L.J.M. Boer
Lianne Boer is als promovendus verbonden aan de afdeling Transnational Legal Studies van de Faculteit der Rechtsgeleerdheid van de Vrije Universiteit te Amsterdam.

    This article describes the main security threats in cyberspace as well as the various types of actors behind these threats. The author discusses the reaction of existing and new state security agencies towards the new cyber threats. After analyzing the main obstacles in tracing cybercriminals he gives some recommendations for a more effective strategy against cybercrime.


R. Prins
ir. Ronald Prins is cybersecurity-specialist en directeur en medeoprichter van Fox-IT. Hij studeerde Technische Wiskunde aan de TU Delft en heeft zich daarna gespecialiseerd als cryptograaf. Bij het Nederlands Forensisch Instituut was hij werkzaam als wetenschappelijk onderzoeker.

    When it comes to cybersecurity usually little attention is payed to internal threats, i.e. from within organizations themselves which may - intentional or not - breach the confidentiality of digitally stored information. When a secret reaches the media, it often generates a lot of public attention. Not only because of the content or the curiosity-value of the secret itself, but also because of the - sometimes shockingly simple - way the secret has been leaked. This kind of security breach in particular gives rise to negative publicity, which not only impacts the organization which it concerns, but also reflects badly on other peers in the sector, especially in the case of breaches that are government-related. In this article, the author explores the issues of the leaking of secrets in ‘cyberspace’ by using several examples - such as the WikiLeaks affair - to illustrate the effects of ICT developments in the last two to three decades on vulnerabilities in information security. The article then focuses on new developments in ‘Alternative Workplace Strategies’ and the related use of new technologies in relation to the vulnerabilities in information security. Organizations can reduce the threats by facilitating their employees with smart solutions which are also results of new technologies.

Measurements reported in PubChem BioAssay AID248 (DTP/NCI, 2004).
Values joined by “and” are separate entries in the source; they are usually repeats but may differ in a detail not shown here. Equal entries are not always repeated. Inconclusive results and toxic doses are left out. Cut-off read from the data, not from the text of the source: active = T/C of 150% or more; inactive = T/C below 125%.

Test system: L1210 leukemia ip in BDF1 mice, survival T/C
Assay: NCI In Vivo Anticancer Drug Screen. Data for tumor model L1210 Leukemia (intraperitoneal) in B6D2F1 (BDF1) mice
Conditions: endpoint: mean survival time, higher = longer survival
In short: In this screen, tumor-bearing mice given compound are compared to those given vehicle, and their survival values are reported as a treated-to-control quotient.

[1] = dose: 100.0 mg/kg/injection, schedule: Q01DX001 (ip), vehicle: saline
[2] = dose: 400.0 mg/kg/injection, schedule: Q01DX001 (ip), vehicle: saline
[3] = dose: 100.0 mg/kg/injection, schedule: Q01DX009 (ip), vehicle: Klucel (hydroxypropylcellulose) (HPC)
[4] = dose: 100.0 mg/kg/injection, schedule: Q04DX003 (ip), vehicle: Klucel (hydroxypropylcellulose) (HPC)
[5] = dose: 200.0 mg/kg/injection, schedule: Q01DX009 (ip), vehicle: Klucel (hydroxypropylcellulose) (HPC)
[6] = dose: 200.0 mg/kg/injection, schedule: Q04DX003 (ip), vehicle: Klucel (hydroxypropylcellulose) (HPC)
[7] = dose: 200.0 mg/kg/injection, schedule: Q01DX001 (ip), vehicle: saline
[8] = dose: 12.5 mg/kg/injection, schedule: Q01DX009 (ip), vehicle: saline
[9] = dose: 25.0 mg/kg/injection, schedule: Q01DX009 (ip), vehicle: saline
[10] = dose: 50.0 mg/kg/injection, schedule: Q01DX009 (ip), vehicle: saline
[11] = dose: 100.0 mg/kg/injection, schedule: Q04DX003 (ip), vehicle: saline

J.H. Maat
Mr. Johri Maat, MSSM is senior adviseur bij het ministerie van Binnenlandse Zaken en Koninkrijksrelaties en gespecialiseerd in security science & management. Dit artikel is op persoonlijke titel geschreven.